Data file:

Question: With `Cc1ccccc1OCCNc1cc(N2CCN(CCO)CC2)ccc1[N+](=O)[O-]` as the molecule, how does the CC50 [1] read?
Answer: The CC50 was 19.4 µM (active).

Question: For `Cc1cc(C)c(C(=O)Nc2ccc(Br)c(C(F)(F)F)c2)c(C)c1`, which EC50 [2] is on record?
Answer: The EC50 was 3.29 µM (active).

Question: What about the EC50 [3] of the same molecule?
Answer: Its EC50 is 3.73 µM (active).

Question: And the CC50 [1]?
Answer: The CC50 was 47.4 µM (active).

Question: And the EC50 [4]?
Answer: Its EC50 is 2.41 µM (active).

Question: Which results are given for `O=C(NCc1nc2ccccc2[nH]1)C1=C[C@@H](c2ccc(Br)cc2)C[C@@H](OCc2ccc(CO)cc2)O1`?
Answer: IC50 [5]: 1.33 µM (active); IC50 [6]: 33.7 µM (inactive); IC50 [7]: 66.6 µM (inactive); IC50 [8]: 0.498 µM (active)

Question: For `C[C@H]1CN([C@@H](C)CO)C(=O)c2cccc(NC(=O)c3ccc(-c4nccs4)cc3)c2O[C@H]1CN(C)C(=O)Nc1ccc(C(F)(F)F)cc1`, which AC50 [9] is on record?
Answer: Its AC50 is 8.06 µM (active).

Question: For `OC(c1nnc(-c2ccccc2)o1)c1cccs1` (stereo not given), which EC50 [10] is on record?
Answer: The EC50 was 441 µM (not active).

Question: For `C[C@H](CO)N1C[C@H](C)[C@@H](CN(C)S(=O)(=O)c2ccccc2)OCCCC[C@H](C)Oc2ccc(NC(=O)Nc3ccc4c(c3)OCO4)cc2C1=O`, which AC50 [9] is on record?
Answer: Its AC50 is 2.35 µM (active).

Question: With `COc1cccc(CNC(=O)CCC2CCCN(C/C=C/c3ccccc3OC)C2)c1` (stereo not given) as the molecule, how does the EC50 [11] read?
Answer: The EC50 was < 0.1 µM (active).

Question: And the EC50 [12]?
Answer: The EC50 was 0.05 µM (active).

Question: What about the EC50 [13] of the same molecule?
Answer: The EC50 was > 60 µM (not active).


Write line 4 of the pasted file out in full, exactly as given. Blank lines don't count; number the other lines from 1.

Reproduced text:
Answer: The EC50 was 3.29 µM (active).